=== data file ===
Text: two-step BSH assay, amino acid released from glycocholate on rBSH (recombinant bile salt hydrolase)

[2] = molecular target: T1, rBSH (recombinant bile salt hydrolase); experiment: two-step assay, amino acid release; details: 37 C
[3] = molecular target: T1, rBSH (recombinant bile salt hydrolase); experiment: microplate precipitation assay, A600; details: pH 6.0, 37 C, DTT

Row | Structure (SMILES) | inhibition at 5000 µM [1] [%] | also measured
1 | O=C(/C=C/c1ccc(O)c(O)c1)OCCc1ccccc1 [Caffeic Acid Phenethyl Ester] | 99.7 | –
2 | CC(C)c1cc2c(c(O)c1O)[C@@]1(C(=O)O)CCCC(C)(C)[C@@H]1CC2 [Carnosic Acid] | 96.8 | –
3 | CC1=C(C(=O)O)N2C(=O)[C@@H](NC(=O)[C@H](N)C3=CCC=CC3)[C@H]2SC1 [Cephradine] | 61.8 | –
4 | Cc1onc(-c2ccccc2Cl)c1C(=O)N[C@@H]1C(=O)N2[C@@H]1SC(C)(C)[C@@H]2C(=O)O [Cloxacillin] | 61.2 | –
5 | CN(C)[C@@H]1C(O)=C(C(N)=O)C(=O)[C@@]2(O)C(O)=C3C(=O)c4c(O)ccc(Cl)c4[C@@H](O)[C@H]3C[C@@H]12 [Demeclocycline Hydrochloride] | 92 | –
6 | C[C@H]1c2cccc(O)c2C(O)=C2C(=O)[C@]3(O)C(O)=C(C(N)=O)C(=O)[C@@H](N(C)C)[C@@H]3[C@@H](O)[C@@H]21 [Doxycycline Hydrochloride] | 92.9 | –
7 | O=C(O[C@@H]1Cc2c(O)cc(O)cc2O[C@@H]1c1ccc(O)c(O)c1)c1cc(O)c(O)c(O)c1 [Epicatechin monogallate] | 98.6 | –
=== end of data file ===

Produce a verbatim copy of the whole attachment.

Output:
Text: two-step BSH assay, amino acid released from glycocholate on rBSH (recombinant bile salt hydrolase)

[2] = molecular target: T1, rBSH (recombinant bile salt hydrolase); experiment: two-step assay, amino acid release; details: 37 C
[3] = molecular target: T1, rBSH (recombinant bile salt hydrolase); experiment: microplate precipitation assay, A600; details: pH 6.0, 37 C, DTT

Row | Structure (SMILES) | inhibition at 5000 µM [1] [%] | also measured
1 | O=C(/C=C/c1ccc(O)c(O)c1)OCCc1ccccc1 [Caffeic Acid Phenethyl Ester] | 99.7 | –
2 | CC(C)c1cc2c(c(O)c1O)[C@@]1(C(=O)O)CCCC(C)(C)[C@@H]1CC2 [Carnosic Acid] | 96.8 | –
3 | CC1=C(C(=O)O)N2C(=O)[C@@H](NC(=O)[C@H](N)C3=CCC=CC3)[C@H]2SC1 [Cephradine] | 61.8 | –
4 | Cc1onc(-c2ccccc2Cl)c1C(=O)N[C@@H]1C(=O)N2[C@@H]1SC(C)(C)[C@@H]2C(=O)O [Cloxacillin] | 61.2 | –
5 | CN(C)[C@@H]1C(O)=C(C(N)=O)C(=O)[C@@]2(O)C(O)=C3C(=O)c4c(O)ccc(Cl)c4[C@@H](O)[C@H]3C[C@@H]12 [Demeclocycline Hydrochloride] | 92 | –
6 | C[C@H]1c2cccc(O)c2C(O)=C2C(=O)[C@]3(O)C(O)=C(C(N)=O)C(=O)[C@@H](N(C)C)[C@@H]3[C@@H](O)[C@@H]21 [Doxycycline Hydrochloride] | 92.9 | –
7 | O=C(O[C@@H]1Cc2c(O)cc(O)cc2O[C@@H]1c1ccc(O)c(O)c1)c1cc(O)c(O)c(O)c1 [Epicatechin monogallate] | 98.6 | –